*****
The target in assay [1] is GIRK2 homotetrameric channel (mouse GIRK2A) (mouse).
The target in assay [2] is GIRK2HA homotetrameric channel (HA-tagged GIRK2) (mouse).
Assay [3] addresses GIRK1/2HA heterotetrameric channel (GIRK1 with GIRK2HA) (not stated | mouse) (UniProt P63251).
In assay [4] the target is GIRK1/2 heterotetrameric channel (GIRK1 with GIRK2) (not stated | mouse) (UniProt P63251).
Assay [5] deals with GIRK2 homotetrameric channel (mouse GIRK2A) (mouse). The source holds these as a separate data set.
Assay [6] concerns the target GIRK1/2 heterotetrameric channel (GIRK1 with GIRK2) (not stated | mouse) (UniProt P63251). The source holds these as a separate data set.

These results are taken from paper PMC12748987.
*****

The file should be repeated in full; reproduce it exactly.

The target in assay [1] is GIRK2 homotetrameric channel (mouse GIRK2A) (mouse).
The target in assay [2] is GIRK2HA homotetrameric channel (HA-tagged GIRK2) (mouse).
Assay [3] addresses GIRK1/2HA heterotetrameric channel (GIRK1 with GIRK2HA) (not stated | mouse) (UniProt P63251).
In assay [4] the target is GIRK1/2 heterotetrameric channel (GIRK1 with GIRK2) (not stated | mouse) (UniProt P63251).
Assay [5] deals with GIRK2 homotetrameric channel (mouse GIRK2A) (mouse). The source holds these as a separate data set.
Assay [6] concerns the target GIRK1/2 heterotetrameric channel (GIRK1 with GIRK2) (not stated | mouse) (UniProt P63251). The source holds these as a separate data set.

These results are taken from paper PMC12748987.